When relevance judgement is happening?: an EEG-based study

Marco Allegretti, Yashar Moshfeghi, Maria Hadjigeorgieva, Frank E. Pollick, Joemon M. Jose, Gabriella Pasi

Research output: Chapter in Book/Report/Conference proceedingConference contribution book

12 Citations (Scopus)

Abstract

Relevance is a central notion in Information Retrieval, but it is considered to be a difficult concept to define. We analyse brain signals for the first 800 milliseconds (ms) of a relevance assessment process to answer the question "when relevance is happening in the brain?" with the belief that it will lead to better operational definitions of relevance. For this purpose, we devised a user study in which we captured the brain response of 20 participants. Using a 64-channel EEG device, we measured the electrophysiological activity of the brain while the subjects were in the phase of giving an explicit judgement about the relevance of presented images according to a given topic. Analyses were then performed over different time windows of the recorded EEG signals using repeated measures ANOVA. Data reveal significant variation between relevance and non-relevance within the EEG signals from the presentation of the image to 800 milliseconds afterwards. At an early stage these differences were located at frontal and posterior electrode sites. However, at later stages these differences were located in central, centro-parietal and centro-frontal areas.Our findings are an important step towards (i) a better understanding of the concept of relevance and (ii) a more effective implicit feedback systems.
LanguageEnglish
Title of host publicationProceedings of the 38th International ACM SIGIR Conference on Research and Development in Information Retrieval
Place of PublicationNew York, NY
Pages719-722
Number of pages4
DOIs
Publication statusPublished - 9 Aug 2015
Event38th International ACM SIGIR Conference on Research and Development in Information Retrieval - Santiago, Chile
Duration: 9 Aug 201513 Aug 2015

Conference

Conference38th International ACM SIGIR Conference on Research and Development in Information Retrieval
CountryChile
CitySantiago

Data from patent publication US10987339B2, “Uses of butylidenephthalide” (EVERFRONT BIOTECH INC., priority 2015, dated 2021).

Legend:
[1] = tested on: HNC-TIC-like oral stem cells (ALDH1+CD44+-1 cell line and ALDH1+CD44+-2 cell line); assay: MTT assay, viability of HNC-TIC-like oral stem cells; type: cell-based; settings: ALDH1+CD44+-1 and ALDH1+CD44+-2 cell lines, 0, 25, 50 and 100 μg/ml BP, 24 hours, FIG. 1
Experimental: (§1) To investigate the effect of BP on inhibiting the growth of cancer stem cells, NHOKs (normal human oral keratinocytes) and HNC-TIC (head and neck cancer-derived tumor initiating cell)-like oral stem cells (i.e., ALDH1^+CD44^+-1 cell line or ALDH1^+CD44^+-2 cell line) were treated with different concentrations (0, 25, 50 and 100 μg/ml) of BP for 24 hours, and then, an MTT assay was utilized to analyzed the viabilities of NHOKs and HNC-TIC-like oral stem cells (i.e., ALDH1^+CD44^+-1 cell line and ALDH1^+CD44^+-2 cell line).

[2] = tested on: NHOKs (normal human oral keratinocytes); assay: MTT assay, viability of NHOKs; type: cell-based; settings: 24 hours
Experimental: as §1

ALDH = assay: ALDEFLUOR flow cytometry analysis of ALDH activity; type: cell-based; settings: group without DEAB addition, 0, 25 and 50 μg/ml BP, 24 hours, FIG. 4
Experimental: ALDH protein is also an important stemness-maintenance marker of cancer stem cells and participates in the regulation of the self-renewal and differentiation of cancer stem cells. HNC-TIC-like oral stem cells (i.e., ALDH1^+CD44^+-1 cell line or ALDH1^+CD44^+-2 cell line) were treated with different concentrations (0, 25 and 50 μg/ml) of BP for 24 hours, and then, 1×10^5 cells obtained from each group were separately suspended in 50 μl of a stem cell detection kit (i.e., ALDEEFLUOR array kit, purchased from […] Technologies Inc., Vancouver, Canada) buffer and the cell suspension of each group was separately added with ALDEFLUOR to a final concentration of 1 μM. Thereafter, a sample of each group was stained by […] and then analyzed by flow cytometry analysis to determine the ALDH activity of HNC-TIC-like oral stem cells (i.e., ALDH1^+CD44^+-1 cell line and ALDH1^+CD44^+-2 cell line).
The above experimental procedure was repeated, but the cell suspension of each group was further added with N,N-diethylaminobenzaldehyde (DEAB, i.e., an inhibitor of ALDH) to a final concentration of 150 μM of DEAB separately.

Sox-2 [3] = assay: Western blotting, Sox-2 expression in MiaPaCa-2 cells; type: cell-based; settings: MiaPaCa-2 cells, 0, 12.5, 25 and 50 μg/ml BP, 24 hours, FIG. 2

Period9/08/1513/08/15

Fingerprint

Electroencephalography
Brain
Analysis of variance (ANOVA)
Information retrieval
Feedback
Electrodes

Keywords

  • information retrieval
  • relevance
  • brain response
  • EEG

Cite this

Allegretti, M., Moshfeghi, Y., Hadjigeorgieva, M., Pollick, F. E., Jose, J. M., & Pasi, G. (2015). When relevance judgement is happening? an EEG-based study. In Proceedings of the 38th International ACM SIGIR Conference on Research and Development in Information Retrieval (pp. 719-722). New York, NY. https://doi.org/10.1145/2766462.2767811
Allegretti, Marco ; Moshfeghi, Yashar ; Hadjigeorgieva, Maria ; Pollick, Frank E. ; Jose, Joemon M. ; Pasi, Gabriella. / When relevance judgement is happening? an EEG-based study. Proceedings of the 38th International ACM SIGIR Conference on Research and Development in Information Retrieval. New York, NY, 2015. pp. 719-722
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Allegretti, M, Moshfeghi, Y, Hadjigeorgieva, M, Pollick, FE, Jose, JM & Pasi, G 2015, When relevance judgement is happening? an EEG-based study. in Proceedings of the 38th International ACM SIGIR Conference on Research and Development in Information Retrieval. New York, NY, pp. 719-722, 38th International ACM SIGIR Conference on Research and Development in Information Retrieval, Santiago, Chile, 9/08/15. https://doi.org/10.1145/2766462.2767811

When relevance judgement is happening? an EEG-based study. / Allegretti, Marco; Moshfeghi, Yashar; Hadjigeorgieva, Maria; Pollick, Frank E.; Jose, Joemon M.; Pasi, Gabriella.

Proceedings of the 38th International ACM SIGIR Conference on Research and Development in Information Retrieval. New York, NY, 2015. p. 719-722.

Research output: Chapter in Book/Report/Conference proceedingConference contribution book

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Allegretti M, Moshfeghi Y, Hadjigeorgieva M, Pollick FE, Jose JM, Pasi G. When relevance judgement is happening? an EEG-based study. In Proceedings of the 38th International ACM SIGIR Conference on Research and Development in Information Retrieval. New York, NY. 2015. p. 719-722 https://doi.org/10.1145/2766462.2767811